UNIDO:Networks for Prosperity: Achieving Development Goals Through Knowledge Sharing
The report offers global connectedness ranking, says knowledge networks can achieve development goals.The report was funded by the Spanish MDG Achievement Fund (MDG-F) as part of a project that aims to establish a global knowledge system for private sector development. The report lays the basis for policy recommendations that will help developing countries acquire and adapt private sector development know-how.
This paper discusses two aspects of the Millennium Development Goals (MDG) agreement as global consensus on the main priorities for tackling poverty and as a political agreement about the level of accountability governments are prepared to accept for making changes. It summarises key data on progress towards the targets since the 1990s, and considers some key features of poverty and development today that are not covered by the MDGs.
I honestly have no idea what’s going on with the world right now. War, unrest, racism, sexism and disease are all rampant right now. It’s 2014. This is ridiculous. What happened to our development goals? What happened to our morals and our fucking standards?
Girls were left out of the original Millennium Development Goals aimed at tackling extreme poverty. That’s where the The Girl Declaration comes in – to make sure that girls’ voices are heard and their needs attended to, so that we can stop poverty before it starts. Read it, and visit The Girl Effect’s website to show your support for The Girl Declaration.
A tough, but a necessary read. I’d be grateful if you reposted widely. Thx, m
A new study suggests that climate change will make life even more arduous for adolescent girls in the developing world.
The report from the nonprofit Plan U.K., as well as the U.K. Department for International Development, focuses exclusively on the developing world’s 500 million adolescent girls. They are the ones, the authors note, who walk hours to find water and increasingly rare firewood, and are disproportionately killed or displaced in natural disasters.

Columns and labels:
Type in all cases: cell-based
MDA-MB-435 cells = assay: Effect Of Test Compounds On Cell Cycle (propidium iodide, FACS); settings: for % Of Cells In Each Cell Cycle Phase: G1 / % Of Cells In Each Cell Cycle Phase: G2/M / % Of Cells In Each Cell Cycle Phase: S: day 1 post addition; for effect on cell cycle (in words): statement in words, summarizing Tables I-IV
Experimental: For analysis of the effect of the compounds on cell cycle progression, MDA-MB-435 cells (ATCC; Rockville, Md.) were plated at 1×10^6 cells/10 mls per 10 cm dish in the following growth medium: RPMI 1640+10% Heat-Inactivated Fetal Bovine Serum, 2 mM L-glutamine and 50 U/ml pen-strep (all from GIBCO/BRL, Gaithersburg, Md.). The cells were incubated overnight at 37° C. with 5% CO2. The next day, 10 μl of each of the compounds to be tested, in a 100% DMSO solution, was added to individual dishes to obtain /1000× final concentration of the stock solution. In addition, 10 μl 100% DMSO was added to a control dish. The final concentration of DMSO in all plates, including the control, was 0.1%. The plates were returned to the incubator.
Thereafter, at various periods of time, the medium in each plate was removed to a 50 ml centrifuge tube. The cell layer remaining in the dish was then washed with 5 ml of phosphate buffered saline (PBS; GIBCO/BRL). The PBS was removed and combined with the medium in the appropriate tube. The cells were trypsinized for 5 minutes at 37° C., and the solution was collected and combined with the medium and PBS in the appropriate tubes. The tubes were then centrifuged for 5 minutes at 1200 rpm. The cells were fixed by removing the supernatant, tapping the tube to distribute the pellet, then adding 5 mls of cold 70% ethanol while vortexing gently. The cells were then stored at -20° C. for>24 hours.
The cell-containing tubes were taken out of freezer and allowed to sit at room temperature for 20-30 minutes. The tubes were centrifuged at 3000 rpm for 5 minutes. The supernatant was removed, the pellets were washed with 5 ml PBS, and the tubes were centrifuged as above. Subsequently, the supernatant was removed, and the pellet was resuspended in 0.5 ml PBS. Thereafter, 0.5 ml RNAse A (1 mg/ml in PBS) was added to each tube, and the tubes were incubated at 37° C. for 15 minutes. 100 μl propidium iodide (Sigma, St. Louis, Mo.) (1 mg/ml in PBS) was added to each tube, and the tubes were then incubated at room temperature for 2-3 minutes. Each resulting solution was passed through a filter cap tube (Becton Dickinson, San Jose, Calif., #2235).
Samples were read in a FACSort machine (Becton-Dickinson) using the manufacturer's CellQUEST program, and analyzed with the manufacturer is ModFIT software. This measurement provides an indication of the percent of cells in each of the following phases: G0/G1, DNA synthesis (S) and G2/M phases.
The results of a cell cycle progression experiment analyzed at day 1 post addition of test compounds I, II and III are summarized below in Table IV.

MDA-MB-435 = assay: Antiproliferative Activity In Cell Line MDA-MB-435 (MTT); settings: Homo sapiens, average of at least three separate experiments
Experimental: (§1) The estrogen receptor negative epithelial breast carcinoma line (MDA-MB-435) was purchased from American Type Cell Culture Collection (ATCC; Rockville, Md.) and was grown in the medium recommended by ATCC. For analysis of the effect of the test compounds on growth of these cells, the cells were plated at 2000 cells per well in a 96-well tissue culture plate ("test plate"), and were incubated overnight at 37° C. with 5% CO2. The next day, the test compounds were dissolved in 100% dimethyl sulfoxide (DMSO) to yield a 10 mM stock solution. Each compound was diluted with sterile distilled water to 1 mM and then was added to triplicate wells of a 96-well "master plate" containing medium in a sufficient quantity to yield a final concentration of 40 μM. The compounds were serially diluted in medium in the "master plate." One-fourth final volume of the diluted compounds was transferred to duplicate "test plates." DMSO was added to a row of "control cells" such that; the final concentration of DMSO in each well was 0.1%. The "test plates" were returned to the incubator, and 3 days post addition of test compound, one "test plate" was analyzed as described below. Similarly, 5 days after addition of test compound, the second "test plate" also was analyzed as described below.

It recommends increasing access to high-quality education as a means toward helping girls address gender discrimination as well as finding paid work and building more resilient families. That, in turn, the report argues, will help reduce girls’ vulnerability to climate change-related weather disasters.
DREAMERS WELCOME Today, the United Nations Secretary-General marks 1,000 days until the target date for the Millennium Development Goals. UNICEF is seizing the opportunity to launch a digital journey through its dream for children.
The story of global development – of the Millennium Development Goals (MDGs) and the Millennium Declaration – is not an easy one to tell.
Impressive gains have already been made: Over two billion people more gained access to clean and safe drinking water between 1990 and 2010; in many countries, many more children are now attending school and many more women are able to give birth safely.
What UNICEF and our partners have been striving for:
■That those children most in need are well-nourished and cared for. ■That more children go to school. ■That boys and girls look forward to equally bright futures. ■That more mothers are in good health. ■That more babies live to their fifth birthday – and beyond. ■That sick children get the care they need, and healthy children stay healthy. ■That more children have safe, happy childhoods, and adults know that it is a child’s right to have one. ■That more children drink clean and safe water.
Now, to mark the 1,000 day milestone, UNICEF is unveiling another element of that voice through a dedicated microsite: www.unicef.org/lastchild. Launched today, UNICEF is inviting the public to use the site to follow the story of the development agenda that was set in 2000, and the impact it has had on children.
The microsite showcases the inspiring advances made for children through the joint efforts of UNICEF and its partners and draws attention to what still needs to be done to improve the life of the hardest-to-reach child – the ‘last child’.
The world has met the Millennium Development Goal (MDGs) target of halving the proportion of people without access to safe drinking water, according to a report issued today by UNICEF and the World Health Organization (WHO). Between 1990 and 2010, over two billion people gained access to improved drinking water sources, such as piped supplies and protected wells.
The successful efforts to provide greater access to drinking water are a testament to all who see the MDGs not as a dream, but as a vital tool for improving the lives of millions of the poorest people.